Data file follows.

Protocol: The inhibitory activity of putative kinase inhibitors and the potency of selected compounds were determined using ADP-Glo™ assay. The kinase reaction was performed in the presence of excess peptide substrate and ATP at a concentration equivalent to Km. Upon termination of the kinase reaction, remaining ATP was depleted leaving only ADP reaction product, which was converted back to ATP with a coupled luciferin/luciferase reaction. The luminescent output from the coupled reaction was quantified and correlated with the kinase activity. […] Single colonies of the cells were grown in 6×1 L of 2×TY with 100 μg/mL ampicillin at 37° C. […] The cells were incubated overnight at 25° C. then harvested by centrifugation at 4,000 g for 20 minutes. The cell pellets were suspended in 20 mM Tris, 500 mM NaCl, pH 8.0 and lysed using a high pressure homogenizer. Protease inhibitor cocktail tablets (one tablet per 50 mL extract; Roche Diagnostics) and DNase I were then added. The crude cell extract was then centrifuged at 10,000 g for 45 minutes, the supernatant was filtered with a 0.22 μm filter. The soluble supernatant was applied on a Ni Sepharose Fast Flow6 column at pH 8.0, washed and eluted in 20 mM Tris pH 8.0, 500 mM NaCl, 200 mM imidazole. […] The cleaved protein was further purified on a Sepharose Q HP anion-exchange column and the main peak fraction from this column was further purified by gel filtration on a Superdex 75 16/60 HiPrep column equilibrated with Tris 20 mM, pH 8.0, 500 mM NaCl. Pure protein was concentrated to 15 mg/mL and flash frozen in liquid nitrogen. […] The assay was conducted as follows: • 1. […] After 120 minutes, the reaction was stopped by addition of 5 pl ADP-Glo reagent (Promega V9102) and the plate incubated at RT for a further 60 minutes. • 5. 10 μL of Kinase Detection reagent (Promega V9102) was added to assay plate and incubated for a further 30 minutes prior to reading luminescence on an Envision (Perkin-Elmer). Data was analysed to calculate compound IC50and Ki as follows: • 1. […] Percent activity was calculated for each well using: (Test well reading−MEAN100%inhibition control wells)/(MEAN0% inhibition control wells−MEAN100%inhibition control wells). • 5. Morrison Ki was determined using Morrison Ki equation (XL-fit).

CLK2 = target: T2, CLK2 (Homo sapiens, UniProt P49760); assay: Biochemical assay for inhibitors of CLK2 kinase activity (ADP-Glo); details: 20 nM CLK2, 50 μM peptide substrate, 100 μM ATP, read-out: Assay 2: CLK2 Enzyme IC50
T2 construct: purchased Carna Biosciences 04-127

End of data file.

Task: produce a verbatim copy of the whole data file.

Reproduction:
Protocol: The inhibitory activity of putative kinase inhibitors and the potency of selected compounds were determined using ADP-Glo™ assay. The kinase reaction was performed in the presence of excess peptide substrate and ATP at a concentration equivalent to Km. Upon termination of the kinase reaction, remaining ATP was depleted leaving only ADP reaction product, which was converted back to ATP with a coupled luciferin/luciferase reaction. The luminescent output from the coupled reaction was quantified and correlated with the kinase activity. […] Single colonies of the cells were grown in 6×1 L of 2×TY with 100 μg/mL ampicillin at 37° C. […] The cells were incubated overnight at 25° C. then harvested by centrifugation at 4,000 g for 20 minutes. The cell pellets were suspended in 20 mM Tris, 500 mM NaCl, pH 8.0 and lysed using a high pressure homogenizer. Protease inhibitor cocktail tablets (one tablet per 50 mL extract; Roche Diagnostics) and DNase I were then added. The crude cell extract was then centrifuged at 10,000 g for 45 minutes, the supernatant was filtered with a 0.22 μm filter. The soluble supernatant was applied on a Ni Sepharose Fast Flow6 column at pH 8.0, washed and eluted in 20 mM Tris pH 8.0, 500 mM NaCl, 200 mM imidazole. […] The cleaved protein was further purified on a Sepharose Q HP anion-exchange column and the main peak fraction from this column was further purified by gel filtration on a Superdex 75 16/60 HiPrep column equilibrated with Tris 20 mM, pH 8.0, 500 mM NaCl. Pure protein was concentrated to 15 mg/mL and flash frozen in liquid nitrogen. […] The assay was conducted as follows: • 1. […] After 120 minutes, the reaction was stopped by addition of 5 pl ADP-Glo reagent (Promega V9102) and the plate incubated at RT for a further 60 minutes. • 5. 10 μL of Kinase Detection reagent (Promega V9102) was added to assay plate and incubated for a further 30 minutes prior to reading luminescence on an Envision (Perkin-Elmer). Data was analysed to calculate compound IC50and Ki as follows: • 1. […] Percent activity was calculated for each well using: (Test well reading−MEAN100%inhibition control wells)/(MEAN0% inhibition control wells−MEAN100%inhibition control wells). • 5. Morrison Ki was determined using Morrison Ki equation (XL-fit).

CLK2 = target: T2, CLK2 (Homo sapiens, UniProt P49760); assay: Biochemical assay for inhibitors of CLK2 kinase activity (ADP-Glo); details: 20 nM CLK2, 50 μM peptide substrate, 100 μM ATP, read-out: Assay 2: CLK2 Enzyme IC50
T2 construct: purchased Carna Biosciences 04-127